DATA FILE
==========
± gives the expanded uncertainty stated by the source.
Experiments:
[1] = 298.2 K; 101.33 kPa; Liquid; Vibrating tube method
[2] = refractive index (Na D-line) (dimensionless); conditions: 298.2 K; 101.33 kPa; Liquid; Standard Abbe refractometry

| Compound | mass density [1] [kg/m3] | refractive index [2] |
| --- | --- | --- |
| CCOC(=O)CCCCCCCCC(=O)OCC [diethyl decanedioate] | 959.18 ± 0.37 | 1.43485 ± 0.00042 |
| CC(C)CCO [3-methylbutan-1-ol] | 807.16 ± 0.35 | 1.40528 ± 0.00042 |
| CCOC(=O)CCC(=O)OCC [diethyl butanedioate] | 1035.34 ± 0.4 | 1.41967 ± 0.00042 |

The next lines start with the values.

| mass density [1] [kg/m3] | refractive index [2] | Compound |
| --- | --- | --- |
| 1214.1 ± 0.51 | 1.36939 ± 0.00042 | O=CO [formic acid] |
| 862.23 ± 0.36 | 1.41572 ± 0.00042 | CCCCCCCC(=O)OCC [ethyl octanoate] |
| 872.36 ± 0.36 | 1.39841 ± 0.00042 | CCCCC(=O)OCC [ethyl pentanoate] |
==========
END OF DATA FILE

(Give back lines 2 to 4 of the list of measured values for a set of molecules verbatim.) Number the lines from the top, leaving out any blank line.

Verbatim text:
Experiments:
[1] = 298.2 K; 101.33 kPa; Liquid; Vibrating tube method
[2] = refractive index (Na D-line) (dimensionless); conditions: 298.2 K; 101.33 kPa; Liquid; Standard Abbe refractometry